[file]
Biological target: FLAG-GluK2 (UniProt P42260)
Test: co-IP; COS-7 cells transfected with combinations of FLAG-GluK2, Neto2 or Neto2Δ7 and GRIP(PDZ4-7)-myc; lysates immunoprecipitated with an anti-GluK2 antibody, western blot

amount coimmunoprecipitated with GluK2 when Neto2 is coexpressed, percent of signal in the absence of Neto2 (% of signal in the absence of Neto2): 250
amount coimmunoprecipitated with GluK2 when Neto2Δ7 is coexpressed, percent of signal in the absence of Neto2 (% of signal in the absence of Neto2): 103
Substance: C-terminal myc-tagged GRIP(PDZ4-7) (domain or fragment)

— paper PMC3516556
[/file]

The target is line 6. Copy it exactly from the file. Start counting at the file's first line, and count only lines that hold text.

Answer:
— paper PMC3516556